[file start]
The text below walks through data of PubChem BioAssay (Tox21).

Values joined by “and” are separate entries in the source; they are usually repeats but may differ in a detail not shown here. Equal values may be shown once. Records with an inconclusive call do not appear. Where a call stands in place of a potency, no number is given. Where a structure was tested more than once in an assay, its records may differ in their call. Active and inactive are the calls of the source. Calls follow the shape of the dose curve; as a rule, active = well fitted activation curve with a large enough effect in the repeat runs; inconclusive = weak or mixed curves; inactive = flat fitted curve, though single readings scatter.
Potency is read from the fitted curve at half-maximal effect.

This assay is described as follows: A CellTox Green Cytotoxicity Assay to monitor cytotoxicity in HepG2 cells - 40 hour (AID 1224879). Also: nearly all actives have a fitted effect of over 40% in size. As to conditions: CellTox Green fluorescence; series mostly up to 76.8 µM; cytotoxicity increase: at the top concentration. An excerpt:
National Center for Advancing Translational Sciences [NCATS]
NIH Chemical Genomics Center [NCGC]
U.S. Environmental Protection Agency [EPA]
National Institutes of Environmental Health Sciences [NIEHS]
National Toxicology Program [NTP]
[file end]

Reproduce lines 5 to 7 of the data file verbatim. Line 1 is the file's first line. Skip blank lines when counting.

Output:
National Center for Advancing Translational Sciences [NCATS]
NIH Chemical Genomics Center [NCGC]
U.S. Environmental Protection Agency [EPA]